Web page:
Tax relief for museums and galleries will be extended to March 2024, which the Chancellor stated would allow “theatres, orchestras, museums and galleries to recover from COVID.”
“The tax reliefs for all those sectors will – from today until April 2023 – be doubled,” he added. “And they won’t return to the normal rate until April 2024. That’s a tax relief for culture worth almost a quarter of a billion.”
Reacting to the budget plans for culture, AIF CEO Paul Reed said: “We look forward to hearing more detail about some of the measures announced by the Chancellor today, in particular the allocation of further COVID-19 recovery funding for the cultural sector.
“On the surface, however, it doesn’t go far enough in supporting our truly world-leading festival industry. It is clear that the most effective way for the Government to support the industry’s recovery into 2022 and beyond would be to extend the VAT reduction on tickets, look closely at a permanent cultural VAT rate, and completely remove festivals based on agricultural land from the business rates system.
“Unfortunately, none of this was forthcoming today.”
“We added cheeks, jowls, a silicone bald cap, and eyebrow covers,” Mowat said. “I’m always looking to spot fake eyebrow covers in films, so we worked hard on those. Also, Stellan wore prosthetic hands and feet and ankles.”
The makeup artist went on to explain that Skarsgård enjoyed the finished look with his 20-pound bodysuit so much that he had requested additional scenes without clothes on.
“Stellan just loved being naked as the Baron,” Mowat said. “We all used to kill ourselves laughing when Stellan would ask for more nude scenes. He felt, quite correctly, that the Baron appeared more frightening and dangerous unclothed than cloaked in robes or armor. So he was always asking for more nudity.”
In a statement (via Deadline), Villeneuve said: “I just received news from Legendary that we are officially moving forward with Dune: Part Two. It was a dream of mine to adapt Frank Herbert’s Dune and I have the fans, the cast, and crew, Legendary and Warner Bros. to thank for supporting this dream. This is only the beginning.”
In a four-star review, NME described Dune as lacking in closure but “the sheer ambition on display here means you get plenty of bang for your buck”.
So: your popcorn’s freshly popped, your living room’s decked out in fake spider webs and you’ve secured a brave sofa-mate to cling on to during the goriest moments. The only question remaining is: what horror film are you going to stick on this Halloween?
Whether you’re in the mood for rappers harpooning sharks, Ozzy Osbourne playing a heavy metal-hating Reverend or Sting being… creepy and chic, you’ve come to the right place.
David Bowie, The Hunger (1983)
From playing evil goblins (Labyrinth) and visiting aliens (The Man Who Fell To Earth) to an exaggerated version of himself in Zoolander, Bowie was no stranger to the silver screen. 1983 was a busy year for the late icon: as well as starring in World War II drama Merry Christmas, Mr. Lawrence and making a fleeting and uncredited appearance in the bizarre comedy Yellowbeard as a man with a shark fin strapped to his own back, Bowie also found time to portray an 18th century vampire cellist who becomes embroiled in a bloodthirsty love triangle. More horny than terrifying, this horror flick also stars Susan Sarandon and Catherine Deneuve.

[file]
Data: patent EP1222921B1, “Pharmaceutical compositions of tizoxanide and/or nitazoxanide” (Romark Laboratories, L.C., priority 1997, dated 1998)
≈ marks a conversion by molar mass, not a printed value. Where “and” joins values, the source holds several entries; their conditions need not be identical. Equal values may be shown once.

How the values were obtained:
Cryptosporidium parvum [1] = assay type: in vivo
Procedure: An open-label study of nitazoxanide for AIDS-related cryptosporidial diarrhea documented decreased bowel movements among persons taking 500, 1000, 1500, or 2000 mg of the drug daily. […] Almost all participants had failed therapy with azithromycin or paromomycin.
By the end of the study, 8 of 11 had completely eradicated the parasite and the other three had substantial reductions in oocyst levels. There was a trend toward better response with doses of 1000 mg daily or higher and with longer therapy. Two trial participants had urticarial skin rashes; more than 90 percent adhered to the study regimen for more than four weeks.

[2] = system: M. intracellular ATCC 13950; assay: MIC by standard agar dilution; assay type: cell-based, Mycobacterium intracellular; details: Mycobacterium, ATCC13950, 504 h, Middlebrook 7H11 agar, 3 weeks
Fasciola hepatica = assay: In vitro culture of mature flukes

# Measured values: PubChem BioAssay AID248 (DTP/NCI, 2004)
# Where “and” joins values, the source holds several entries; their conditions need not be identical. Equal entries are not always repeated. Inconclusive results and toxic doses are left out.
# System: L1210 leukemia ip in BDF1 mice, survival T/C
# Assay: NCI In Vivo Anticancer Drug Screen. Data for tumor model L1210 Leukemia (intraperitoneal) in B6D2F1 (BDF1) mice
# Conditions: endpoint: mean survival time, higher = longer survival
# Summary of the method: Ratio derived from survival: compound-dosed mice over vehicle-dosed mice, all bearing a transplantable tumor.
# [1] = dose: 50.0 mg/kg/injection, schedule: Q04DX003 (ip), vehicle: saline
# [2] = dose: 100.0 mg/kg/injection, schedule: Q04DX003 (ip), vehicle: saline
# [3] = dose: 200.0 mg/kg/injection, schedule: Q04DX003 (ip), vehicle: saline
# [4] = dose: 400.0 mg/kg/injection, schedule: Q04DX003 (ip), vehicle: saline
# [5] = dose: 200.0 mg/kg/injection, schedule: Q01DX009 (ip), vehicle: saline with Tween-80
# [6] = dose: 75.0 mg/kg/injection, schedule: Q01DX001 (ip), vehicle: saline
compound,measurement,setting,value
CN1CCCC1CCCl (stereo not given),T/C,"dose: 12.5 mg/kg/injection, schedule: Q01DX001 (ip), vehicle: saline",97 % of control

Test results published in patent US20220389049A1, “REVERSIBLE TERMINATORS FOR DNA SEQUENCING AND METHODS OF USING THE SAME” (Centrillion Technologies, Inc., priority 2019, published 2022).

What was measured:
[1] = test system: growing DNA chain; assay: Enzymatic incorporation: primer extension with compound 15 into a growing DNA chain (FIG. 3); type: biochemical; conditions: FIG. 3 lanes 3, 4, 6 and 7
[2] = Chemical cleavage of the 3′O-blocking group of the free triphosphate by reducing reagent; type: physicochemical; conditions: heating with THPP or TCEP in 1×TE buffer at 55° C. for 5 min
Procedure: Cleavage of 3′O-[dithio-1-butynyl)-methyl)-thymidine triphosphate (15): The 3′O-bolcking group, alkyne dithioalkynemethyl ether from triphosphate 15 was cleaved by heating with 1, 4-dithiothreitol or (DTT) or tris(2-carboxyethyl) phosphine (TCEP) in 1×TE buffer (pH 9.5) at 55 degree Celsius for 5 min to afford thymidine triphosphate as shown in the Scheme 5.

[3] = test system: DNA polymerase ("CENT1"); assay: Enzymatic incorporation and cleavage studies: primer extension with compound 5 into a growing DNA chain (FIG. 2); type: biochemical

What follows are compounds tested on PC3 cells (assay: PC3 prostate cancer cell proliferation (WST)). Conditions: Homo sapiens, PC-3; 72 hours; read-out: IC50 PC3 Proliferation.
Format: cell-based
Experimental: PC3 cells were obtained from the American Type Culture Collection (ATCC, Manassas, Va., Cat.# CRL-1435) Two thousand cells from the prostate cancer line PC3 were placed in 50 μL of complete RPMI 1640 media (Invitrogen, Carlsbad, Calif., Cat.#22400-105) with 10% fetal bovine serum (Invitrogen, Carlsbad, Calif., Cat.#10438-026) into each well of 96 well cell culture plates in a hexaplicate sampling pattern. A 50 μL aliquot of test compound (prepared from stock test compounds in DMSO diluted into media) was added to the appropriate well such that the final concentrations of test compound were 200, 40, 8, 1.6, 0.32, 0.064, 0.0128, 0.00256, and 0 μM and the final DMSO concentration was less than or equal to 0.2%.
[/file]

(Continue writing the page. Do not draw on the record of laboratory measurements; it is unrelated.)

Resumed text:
Spooky factor: No jump-scares here – instead, just gallons of fake blood and endlessly arty shots.
Sting, The Bride (1985)
Another musician with plenty of film appearances to his name, Sting turned his hand to horror in 1985 when he starred as the infamous Dr Frankenstein in Franc Roddam’s The Bride. Based on Mary Shelley’s classic novel, The Bride sees a decidedly evil scientist trying to craft the perfect wife for his monstrous creation Viktor – before he then runs off with her instead. Once they’ve eloped, he sets about trying to train Eva (played by Jennifer Beals) to think and behave like his ideal partner. Not concerning or toxic behaviour at all!
Spooky factor: Stylish enough, but not very scary – Sting wears some impressively-starched collars, though.
Debbie Harry, Videodrome (1983)
Now a cult classic, Videodrome examines humans’ fascination with technology and grisly disaster – and, decades later, it still feels timely. Predicting wake-up apps and 24-hour television years before they became reality, it also fears the consequences of viewers becoming desensitised to extreme sex and gruesome violence through being able to watch it at the click of a button. Best of all, it stars Blondie singer Debbie Harry as sadistic radio host Nicki Brand – a coolly detached character who auditions for a new mysterious show called Videodrome after being drawn to its torturous content. ”I think we live in overstimulated times,” she warns. “We crave stimulation for its own sake. We gorge ourselves on it. We always want more, whether it’s tactile, emotional or sexual. I think that’s bad.”
Spooky factor: Trading in ghosts and ghouls for science fiction body horror, David Cronenberg’s movie only feels a couple of steps away from reality – which makes it even scarier.
Ozzy Osbourne and Gene Simmons, Trick Or Treat (1986)
It’s fitting that not one but two rock stars pop up in Trick Or Treat – an ‘80s horror flick about a high schooler who becomes haunted by a heavy metal singer who’s hungry for revenge. Although he turned down the chance to play the ghost in question, KISS’ Gene Simmons still puts in an impressive acting shift as the over-enthusiastic radio presenter Nuke – the character who unleashes the undead frontman in the first place. And appearing with neatly slicked hair as the Reverend Aaron Gilstrom, Ozzy’s televangelist cameo takes the piss out of the very same people who likely branded his own band Black Sabbath as Satanists. “These evil people have just got to be stopped!” he says of metal bands while angrily wagging his finger. Genius.